Negative Effects of Stress, Lifespan, and the Daily Grind

Negative Effects of Stress, Lifespan, and the Daily Grind

Notre Dame professor of psychology, Cindy Bergeman, gave a special lecture this past Saturday on the way different people experience the negative effects of stress on their lifespan and day-to-day experiences. The talk also touched on Bergeman’s ongoing research, which looks at the short and long term effects of stressors and how coping techniques can affect resilience.

The body has many predictable reactions to stressful situations. Blood pressure rises, there is an increase of glucose levels to the muscles, breathing rate increases, and so on. These results are useful in a survival situation, but not in daily life where there are few needs for a flight-or-fight response. Unfortunately, the body’s reaction doesn’t change regardless of whether the stressor is a charging lion or an approaching deadline.

The Study

Bergeman’s work has been a ten-year study that mixes daily and yearly assessments to understand the influence of both chronic stress and one-time events. Daily life is important, but what is stressful today may not necessarily impact one’s health a decade from now. This is why Bergeman is taking a broad view of lifespan since it could be major one-time events (death of a loved one for instance) or a series of smaller pressures and hassles that have the most detrimental impacts.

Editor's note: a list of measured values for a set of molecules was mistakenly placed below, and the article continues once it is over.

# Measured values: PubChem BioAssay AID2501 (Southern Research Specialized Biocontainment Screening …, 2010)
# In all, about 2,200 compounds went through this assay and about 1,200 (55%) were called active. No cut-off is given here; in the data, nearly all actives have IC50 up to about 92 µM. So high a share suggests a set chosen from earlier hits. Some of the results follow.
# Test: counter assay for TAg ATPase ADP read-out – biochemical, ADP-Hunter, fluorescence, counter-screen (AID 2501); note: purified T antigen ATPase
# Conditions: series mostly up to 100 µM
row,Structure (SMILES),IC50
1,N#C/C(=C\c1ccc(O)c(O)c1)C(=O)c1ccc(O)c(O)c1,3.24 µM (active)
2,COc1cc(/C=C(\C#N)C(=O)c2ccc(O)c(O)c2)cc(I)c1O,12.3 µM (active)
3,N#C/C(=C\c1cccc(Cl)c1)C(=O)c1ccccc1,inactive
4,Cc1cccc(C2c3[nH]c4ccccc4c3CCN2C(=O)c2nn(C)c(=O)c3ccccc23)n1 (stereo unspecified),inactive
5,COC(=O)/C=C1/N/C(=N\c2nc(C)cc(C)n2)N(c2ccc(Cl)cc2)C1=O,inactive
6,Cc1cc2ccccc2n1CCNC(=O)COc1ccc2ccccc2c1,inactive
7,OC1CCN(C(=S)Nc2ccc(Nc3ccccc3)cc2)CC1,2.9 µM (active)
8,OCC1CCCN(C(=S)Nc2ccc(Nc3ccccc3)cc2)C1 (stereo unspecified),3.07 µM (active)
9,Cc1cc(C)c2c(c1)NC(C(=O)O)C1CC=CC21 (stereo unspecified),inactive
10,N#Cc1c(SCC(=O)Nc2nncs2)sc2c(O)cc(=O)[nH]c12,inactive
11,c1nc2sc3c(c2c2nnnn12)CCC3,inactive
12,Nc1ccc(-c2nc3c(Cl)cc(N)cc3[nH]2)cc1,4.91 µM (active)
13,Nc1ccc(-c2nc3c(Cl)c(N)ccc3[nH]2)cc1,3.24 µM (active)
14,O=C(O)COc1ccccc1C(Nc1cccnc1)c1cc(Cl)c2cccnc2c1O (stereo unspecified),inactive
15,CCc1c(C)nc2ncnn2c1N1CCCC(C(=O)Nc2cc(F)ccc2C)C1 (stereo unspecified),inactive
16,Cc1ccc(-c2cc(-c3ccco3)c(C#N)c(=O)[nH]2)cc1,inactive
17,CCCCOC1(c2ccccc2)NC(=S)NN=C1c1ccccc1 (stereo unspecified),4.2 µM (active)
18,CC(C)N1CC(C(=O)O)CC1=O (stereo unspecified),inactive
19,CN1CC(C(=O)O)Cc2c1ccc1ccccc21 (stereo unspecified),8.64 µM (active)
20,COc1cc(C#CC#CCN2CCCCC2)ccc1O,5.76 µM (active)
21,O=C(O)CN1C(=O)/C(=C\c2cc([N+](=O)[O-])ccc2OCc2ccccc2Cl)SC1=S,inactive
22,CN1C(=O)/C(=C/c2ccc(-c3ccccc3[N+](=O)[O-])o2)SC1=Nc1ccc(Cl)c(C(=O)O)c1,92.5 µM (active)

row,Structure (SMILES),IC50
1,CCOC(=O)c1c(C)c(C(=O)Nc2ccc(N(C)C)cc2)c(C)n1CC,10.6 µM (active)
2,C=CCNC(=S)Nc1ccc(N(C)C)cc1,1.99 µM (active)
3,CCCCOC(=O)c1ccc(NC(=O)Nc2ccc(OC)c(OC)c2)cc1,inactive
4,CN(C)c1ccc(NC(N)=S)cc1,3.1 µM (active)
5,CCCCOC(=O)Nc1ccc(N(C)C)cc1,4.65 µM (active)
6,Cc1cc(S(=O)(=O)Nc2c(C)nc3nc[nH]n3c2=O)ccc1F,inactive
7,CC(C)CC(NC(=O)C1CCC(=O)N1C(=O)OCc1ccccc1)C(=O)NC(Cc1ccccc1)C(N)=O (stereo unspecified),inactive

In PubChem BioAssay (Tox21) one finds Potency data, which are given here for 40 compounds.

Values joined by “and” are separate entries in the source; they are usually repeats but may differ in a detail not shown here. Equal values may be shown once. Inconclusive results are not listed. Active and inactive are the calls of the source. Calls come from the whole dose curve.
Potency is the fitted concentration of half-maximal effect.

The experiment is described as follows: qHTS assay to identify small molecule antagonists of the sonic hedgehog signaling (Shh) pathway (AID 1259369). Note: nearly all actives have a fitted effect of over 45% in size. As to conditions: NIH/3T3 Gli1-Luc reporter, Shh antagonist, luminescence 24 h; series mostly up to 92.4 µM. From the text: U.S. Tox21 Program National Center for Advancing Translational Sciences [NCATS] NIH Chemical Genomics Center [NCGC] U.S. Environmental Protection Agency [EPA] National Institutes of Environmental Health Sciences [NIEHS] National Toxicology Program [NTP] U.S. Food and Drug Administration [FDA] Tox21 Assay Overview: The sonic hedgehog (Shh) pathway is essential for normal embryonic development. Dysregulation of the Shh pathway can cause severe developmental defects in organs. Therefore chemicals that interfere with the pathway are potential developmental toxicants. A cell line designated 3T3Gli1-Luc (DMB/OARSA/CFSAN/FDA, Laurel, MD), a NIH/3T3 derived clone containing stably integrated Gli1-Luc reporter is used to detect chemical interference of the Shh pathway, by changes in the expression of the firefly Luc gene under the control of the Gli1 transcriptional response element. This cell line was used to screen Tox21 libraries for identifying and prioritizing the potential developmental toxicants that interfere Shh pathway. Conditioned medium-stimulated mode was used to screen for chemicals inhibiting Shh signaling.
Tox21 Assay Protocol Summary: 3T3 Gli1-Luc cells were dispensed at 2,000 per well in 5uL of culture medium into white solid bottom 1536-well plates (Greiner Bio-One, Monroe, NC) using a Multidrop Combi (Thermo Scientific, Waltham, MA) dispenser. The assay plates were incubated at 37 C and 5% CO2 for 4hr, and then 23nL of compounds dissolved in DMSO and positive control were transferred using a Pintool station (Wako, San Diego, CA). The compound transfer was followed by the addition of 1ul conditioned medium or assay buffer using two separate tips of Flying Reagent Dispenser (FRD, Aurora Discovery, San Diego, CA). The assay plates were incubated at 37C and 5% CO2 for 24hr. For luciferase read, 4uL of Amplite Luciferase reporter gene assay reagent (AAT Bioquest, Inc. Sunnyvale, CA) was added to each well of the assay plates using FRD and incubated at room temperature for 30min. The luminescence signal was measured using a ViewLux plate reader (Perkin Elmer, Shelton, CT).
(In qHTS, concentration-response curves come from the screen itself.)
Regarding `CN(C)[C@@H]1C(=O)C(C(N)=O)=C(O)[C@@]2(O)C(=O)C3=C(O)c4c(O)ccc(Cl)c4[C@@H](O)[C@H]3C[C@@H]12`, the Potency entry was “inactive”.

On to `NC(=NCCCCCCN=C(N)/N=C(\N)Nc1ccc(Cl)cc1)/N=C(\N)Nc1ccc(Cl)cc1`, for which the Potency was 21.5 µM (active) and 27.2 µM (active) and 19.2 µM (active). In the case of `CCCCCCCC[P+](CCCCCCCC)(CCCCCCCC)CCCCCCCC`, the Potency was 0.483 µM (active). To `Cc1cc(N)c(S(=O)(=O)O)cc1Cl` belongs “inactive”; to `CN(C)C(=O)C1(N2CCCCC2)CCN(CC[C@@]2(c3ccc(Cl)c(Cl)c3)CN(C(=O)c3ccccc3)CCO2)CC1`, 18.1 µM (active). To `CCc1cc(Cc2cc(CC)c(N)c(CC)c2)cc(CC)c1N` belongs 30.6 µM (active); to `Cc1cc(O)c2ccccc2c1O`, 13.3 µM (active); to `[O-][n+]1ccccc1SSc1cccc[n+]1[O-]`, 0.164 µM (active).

Also of interest is the different ways people interpret their own stresses. Some people, for instance, view stressors as threats to fear or avoid. Others shut down in the face of a stressful situation. There are also those who interpret stressors as a challenge to overcome and will charge head on. How these sorts of reactions influence the negative or positive effects of stress on one’s lifespan, health, and aging, is another dimension of Bergeman’s studies. Although the study is entering its final year, she is hoping to extend it another five in order to get a broader and more thorough picture to work off of.


Klingerman, B., “How Stress Gets Under The Skin,” Notre Dame Research web site, September 16, 2016;, last accessed September 19, 2016.

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